What’s inside the sugar industry filing cabinets? –Mother Jones

Gary Taubes and Cristin Kearns Couzens relied on more than 1,500 pages of internal sugar industry documents for their talk “Big Sugar’s Sweet Little Lies”. The article lifts the lid on Big Sugar’s decades-long campaign to bury any scientific evidence suggesting its product plays a role in what a top industry boss has called “killer diseases.” Their history is directly linked to many primary documents, but we have highlighted a few here. Also read Couzens’ account of how she quit her job as a dental administrator to seek influence from the sugar industry and eventually hit the mother lode.

How it all began: This 1942 document encourages sugar cane and sugar beet growers to create a joint research foundation to counter the “ignorance” facing the industry. In addition to the government’s “anti-sugar propaganda” sparked by wartime rationing, “regime fadists” convinced weight-conscious women to give up sweets.

A “supreme science politician”: In the 1960s, hoping to stem the rise of diet sodas, the research arm of the sugar industry spent over $600,000 (a good chunk of change at the time) to study all the imaginable health effects of cyclamate sweeteners. As John Hickson, then vice president and director of research for the International Sugar Research Foundation (ISRF), explained, “If someone can undersell you nine cents out of 10, you better find a brick that you can throw at him. The FDA banned cyclamates in 1969, based on “flimsy” evidence, according to a tobacco memo – and when Hickson moved into the tobacco business, his reputation preceded him.

Awakening : By the 1970s, there was enough evidence linking sugar to chronic disease for controversy to abound. In 1975, diabetes specialist Errol Marliss, a consultant, argued that it was in the interests of the industry to help settle the matter once and for all – he called on ISRF members to support significant research efforts to determine the safety of sugar. “A gesture rather than full support is unlikely to produce the answers sought,” Marliss had warned, according to the memo.

The gentleman from Coca-Cola on the word: From 1975 to 1980, according to this document, the Sugar Association spent about $655,000 on 17 studies under a program designed “to maintain research as the primary pillar of industry advocacy.” Each project was reviewed by a panel of scientific advisers, but required approval from a second committee made up of representatives from a dozen food and beverage giants, including Coca-Cola, Hershey’s, General Mills and Nabisco. One of the projects aimed to demonstrate that sugar could help relieve depression.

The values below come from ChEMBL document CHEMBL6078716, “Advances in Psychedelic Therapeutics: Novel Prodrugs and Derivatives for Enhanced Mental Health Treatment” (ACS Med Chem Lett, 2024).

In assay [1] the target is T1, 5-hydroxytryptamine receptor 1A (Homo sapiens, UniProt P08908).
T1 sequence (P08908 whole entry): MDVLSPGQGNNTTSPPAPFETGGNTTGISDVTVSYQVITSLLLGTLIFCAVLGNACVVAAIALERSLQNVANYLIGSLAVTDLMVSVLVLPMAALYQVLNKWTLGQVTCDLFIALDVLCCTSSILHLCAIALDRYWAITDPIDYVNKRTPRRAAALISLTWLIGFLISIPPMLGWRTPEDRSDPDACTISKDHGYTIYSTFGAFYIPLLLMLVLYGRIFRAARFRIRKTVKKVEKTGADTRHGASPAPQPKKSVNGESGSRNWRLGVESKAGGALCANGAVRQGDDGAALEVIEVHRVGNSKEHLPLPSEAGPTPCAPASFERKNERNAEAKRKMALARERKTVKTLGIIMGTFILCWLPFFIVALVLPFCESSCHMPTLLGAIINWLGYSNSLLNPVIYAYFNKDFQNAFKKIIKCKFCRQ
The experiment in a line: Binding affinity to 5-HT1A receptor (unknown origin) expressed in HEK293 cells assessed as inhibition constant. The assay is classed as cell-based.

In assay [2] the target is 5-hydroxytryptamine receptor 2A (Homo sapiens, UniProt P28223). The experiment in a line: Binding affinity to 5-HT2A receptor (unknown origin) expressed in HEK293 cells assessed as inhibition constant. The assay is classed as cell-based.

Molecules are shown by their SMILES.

No conflicts here: In 1975, the Sugar Association’s Diet and Nutrition Advisory Board, a panel headed by Harvard University nutritionist and industry buddy Frederick Stare, put together a collection of papers defending sugar; the Sugar Association distributed 25,000 reprints of “Sugar in the Diet of Man”, along with a press release stating “Scientists Dispel Sugar Fears”. Nowhere in the reports was their source of funding mentioned. If asked directly, according to the note below, sugar PR people would have to admit that the industry funded it, but say it was all Stare’s idea.

No thanks you: In 1976, a committee appointed by the FDA to review whether sugar was “generally recognized as safe” (GRAS) relied heavily on the aforementioned “Sugar in the Diet of Man.” In fact, this committee was led by George W. Irving Jr., who had previously chaired the Scientific Advisory Board of the International Sugar Research Foundation. The committee’s report, which gave sugar a free pass, credited the Sugar Association for “information and data,” as the association’s former president notes in that report to its board of directors. administration:

To hell with the pseudoscientists: In this 1976 letter to the editor of the New York Times Reviewformer Sugar Association president JW Tatem chastised the magazine for publishing an article by Harvard nutrition professor Jean Mayer likening it to the “anti-sugar tirades routinely thrust upon the ignorant public by pseudoscientists”.

Is it like “fair and balanced?” Today, the Sugar Association says these historical records “do not necessarily reflect the current mission or function” of the association. But a 2003 internal bulletin, in which the association assured its members that it was working to have “more balanced and unbiased” experts on the USDA Dietary Guidelines Advisory Panel, hints at current priorities. Of the industry.

Rachel J. Bradford